Newspaper article The Florida Times Union


Newspaper article The Florida Times Union


Article excerpt

We live in historic times, at least when it comes to the presidential race.

For the first time, a female and an African-American have realistic chances of ascending to the presidency.

Yet, gender and race may be lower hurdles to the presidency than age and religion.

Polls have shown that many Americans have problems with Mitt Romney's Mormon religion and John McCain's age.

Ironically, when Romney's father, George, ran for president in the 1960s, his Mormon religion was not widely discussed.

As for McCain, there are legitimate concerns about whether he has the stamina to handle the rigors of the presidency, but the long campaign and his hike through the Grand Canyon last summer ought to resolve them.

Now that Romney has dropped out, McCain should win the nomination easily.


One issue being raised in the Democratic race is experience. Hillary Clinton says she is the most experienced candidate. Certainly, she is older than Barack Obama.

But by experience, does Clinton refer to her years as first lady? That would be a rarity, a candidate using the role of ex-spouse in the White House as a steppingstone to the presidency.

But Clinton also seems to be referring to what has been called a co-presidency, best dramatized by her failed national health plan.

The Wall Street Journal, among others, has called for the Clintons to quickly release their White House papers, since they legitimately bear on Hillary's experience as unofficial co-president.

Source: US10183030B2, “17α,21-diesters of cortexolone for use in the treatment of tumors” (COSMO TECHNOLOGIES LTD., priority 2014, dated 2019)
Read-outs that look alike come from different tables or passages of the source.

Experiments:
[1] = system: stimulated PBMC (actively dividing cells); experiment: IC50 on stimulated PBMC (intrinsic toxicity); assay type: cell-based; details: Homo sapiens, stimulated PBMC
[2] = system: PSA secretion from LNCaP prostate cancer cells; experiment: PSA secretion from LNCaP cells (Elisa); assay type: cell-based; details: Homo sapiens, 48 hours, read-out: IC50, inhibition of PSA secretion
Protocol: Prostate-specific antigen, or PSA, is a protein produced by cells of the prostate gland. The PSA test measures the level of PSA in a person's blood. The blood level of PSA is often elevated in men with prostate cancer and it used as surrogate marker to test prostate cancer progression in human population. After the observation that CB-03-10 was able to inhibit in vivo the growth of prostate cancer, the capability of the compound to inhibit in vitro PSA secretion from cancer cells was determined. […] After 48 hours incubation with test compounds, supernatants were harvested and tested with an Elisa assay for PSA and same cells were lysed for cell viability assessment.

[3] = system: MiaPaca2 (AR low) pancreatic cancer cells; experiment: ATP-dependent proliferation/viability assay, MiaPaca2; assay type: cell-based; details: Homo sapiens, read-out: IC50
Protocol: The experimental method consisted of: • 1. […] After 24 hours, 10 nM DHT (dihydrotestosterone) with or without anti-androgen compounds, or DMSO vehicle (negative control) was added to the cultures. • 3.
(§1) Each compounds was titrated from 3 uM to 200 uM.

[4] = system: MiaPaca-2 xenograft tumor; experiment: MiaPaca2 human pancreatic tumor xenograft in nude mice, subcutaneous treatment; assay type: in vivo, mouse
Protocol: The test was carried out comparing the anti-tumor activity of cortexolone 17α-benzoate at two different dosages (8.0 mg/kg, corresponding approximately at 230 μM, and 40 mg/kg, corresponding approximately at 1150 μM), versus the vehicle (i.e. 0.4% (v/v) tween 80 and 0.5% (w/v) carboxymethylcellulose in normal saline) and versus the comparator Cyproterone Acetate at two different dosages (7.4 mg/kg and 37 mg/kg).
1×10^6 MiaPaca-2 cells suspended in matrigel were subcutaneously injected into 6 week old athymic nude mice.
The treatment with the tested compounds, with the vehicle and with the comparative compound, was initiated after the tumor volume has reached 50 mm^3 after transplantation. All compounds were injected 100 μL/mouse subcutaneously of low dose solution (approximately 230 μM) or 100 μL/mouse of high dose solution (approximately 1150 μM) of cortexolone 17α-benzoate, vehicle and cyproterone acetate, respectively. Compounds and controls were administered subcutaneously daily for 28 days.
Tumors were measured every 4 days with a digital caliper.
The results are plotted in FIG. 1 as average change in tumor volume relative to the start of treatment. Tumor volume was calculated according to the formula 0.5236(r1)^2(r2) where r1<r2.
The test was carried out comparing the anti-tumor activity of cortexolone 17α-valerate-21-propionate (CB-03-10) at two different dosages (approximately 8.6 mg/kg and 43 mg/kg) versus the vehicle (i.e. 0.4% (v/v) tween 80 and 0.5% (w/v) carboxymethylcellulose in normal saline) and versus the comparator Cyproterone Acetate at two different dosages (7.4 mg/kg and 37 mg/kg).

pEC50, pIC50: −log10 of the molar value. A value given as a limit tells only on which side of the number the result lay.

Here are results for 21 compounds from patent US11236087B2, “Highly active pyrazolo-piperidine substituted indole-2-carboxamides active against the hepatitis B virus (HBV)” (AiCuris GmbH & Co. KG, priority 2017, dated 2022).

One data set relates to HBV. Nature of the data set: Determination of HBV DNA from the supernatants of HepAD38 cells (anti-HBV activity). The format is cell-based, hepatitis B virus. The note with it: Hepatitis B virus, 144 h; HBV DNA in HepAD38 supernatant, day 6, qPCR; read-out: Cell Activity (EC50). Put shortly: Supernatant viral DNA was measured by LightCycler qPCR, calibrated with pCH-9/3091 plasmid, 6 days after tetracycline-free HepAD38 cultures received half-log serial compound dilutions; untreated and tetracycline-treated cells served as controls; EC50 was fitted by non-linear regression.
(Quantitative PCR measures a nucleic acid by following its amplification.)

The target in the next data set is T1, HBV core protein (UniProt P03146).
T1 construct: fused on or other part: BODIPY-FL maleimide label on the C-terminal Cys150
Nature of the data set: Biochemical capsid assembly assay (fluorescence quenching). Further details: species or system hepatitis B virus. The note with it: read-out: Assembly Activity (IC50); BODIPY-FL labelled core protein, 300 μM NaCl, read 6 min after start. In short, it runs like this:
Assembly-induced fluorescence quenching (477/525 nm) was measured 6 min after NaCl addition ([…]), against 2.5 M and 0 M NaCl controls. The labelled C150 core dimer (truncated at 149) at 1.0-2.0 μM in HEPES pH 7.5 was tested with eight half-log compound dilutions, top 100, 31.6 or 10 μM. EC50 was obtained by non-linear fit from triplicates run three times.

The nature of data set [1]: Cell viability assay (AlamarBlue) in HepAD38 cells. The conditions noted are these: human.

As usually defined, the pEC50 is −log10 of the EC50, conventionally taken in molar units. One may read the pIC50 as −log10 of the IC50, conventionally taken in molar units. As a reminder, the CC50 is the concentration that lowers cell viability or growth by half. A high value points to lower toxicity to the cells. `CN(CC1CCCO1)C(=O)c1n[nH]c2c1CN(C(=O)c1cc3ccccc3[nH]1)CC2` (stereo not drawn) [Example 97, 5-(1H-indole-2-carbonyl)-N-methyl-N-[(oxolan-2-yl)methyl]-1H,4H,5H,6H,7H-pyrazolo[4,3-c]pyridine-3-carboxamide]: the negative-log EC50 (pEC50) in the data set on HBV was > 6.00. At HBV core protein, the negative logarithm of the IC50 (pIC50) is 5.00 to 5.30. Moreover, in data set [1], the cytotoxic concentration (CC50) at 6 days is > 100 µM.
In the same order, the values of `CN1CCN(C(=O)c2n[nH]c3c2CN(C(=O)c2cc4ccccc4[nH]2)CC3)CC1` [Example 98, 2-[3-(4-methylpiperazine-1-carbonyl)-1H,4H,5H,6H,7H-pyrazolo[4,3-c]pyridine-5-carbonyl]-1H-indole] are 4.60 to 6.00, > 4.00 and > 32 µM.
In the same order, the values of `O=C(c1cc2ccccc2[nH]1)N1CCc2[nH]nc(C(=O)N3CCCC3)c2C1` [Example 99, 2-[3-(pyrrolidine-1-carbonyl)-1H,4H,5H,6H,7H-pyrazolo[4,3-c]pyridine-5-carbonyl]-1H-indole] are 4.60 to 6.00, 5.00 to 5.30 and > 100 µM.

Voters ought to be fully aware what Hillary the co-president was doing.


At 47, Barack Obama would be the fifth-youngest president ever. Only Theodore Roosevelt, John F. Kennedy, Bill Clinton and Ulysses S. Grant were younger when taking office.

John McCain, at 72, would be the oldest to first take office. That distinction goes to Ronald Reagan, who beat Jimmy Carter at age 69.


Attention, Sen. Teddy Kennedy: Silence is golden.

Kennedy endorsed Obama before Super Tuesday. And a Rasmussen poll, The Washington Times reports, found 34 percent of Massachusetts Democrats were less likely to vote for him as a result of that endorsement. Only 30 percent were more likely.

John Kerry also endorsed Obama. But Hillary Clinton won the state by a wide margin.

If Obama wants to be the candidate of fresh ideas, he needs to distance himself from his party's most visible symbols of old ideas.


If money is an unsavory influence in politics, as some say, this year's campaign will be Exhibit A.

Obama raised a record (for someone who hasn't yet been nominated) $32 million in January alone, The Washington Post reports. Clinton raised $13.5 million.

McCain, boosted by his recent election successes, managed to get $7 million in just a few days. …

Search by... Author
Show... All Results Primary Sources Peer-reviewed


An unknown error has occurred. Please click the button below to reload the page. If the problem persists, please try again in a little while.